Directed by: Rodrigo Cortés
Written by: Chris Sparling
Starring: Ryan Reynolds, José Luis García Pérez and Robert Paterson
If you’re claustrophobic, and you don’t like Ryan Reynolds, Buried might have you gasping for air. Set entirely in a coffin, a few feet under ground, somewhere in Iraq, Buried is a thriller that uses its physical limitations cleverly – finding interesting visual ways to escalate the torturous panic and frustration our protagonist endures. When it comes to story, however, the gripping premise that opened the film slowly slips into moral attacks at bureaucratic fatheads with cheap, convenient turns in the plot. That, and Ryan Reynold’s capacity for expressing desperation is about as limited as the coffin he’s in.
Paul Conroy (Reynolds) awakes bound and gagged in a dark coffin. In his pockets, he has: a lighter, an empty wallet and a hip flask. What his kidnappers leave him is a cellphone.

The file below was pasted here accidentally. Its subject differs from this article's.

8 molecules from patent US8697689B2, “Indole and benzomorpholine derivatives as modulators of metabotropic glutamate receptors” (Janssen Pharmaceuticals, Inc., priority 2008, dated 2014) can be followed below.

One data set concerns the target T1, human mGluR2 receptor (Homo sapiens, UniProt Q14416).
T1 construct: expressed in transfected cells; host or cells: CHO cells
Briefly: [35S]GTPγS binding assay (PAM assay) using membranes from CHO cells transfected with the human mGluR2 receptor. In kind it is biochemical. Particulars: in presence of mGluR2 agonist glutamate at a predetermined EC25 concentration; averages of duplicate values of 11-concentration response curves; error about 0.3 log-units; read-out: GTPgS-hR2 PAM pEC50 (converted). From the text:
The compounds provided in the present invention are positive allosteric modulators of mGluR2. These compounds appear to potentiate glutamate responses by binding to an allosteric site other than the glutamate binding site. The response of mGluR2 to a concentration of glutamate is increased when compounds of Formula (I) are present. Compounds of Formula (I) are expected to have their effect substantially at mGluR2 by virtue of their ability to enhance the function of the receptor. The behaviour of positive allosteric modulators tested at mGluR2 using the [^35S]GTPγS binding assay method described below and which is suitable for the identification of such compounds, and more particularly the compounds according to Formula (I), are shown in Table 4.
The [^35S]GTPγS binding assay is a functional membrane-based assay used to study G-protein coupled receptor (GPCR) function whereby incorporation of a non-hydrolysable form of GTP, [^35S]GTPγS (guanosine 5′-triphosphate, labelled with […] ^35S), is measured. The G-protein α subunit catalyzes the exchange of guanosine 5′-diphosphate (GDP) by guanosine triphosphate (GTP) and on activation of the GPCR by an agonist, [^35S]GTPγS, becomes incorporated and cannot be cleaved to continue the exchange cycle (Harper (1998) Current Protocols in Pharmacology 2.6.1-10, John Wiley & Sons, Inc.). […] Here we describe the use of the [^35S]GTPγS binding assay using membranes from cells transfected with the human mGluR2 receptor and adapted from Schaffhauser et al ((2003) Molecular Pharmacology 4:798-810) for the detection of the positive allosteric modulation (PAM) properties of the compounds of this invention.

Up to there,Buried is thrilling, and taps into the universal fear of being buried alive. In the simplicity of the situation, and the sparseness of Paul’s survival tools, the audience’s attention is captured and we expect the coming 94 minutes to be difficult to sit through.
But as the story progresses, a lot of developments unconvincingly steer Buried into one man’s fight against Washington, terrorists and some weird sister-in-law who is very unhelpful. The tricks that are employed to keep our tension high seem to come out of nowhere and fail to surprise us genuinely or add anything to the plot. Instead, the film tries too hard to push an agenda as a blue-collar truck driver, with two kids, and not much to leave in his will, ultimately gets fucked by the U.S. bureaucrats who don’t care too much for the individual.
Buried is bold and interesting because of its uncompromising decision to stay contained in the box. But to some degree, I wish they had thought more outside of it.
Or – if only this happened…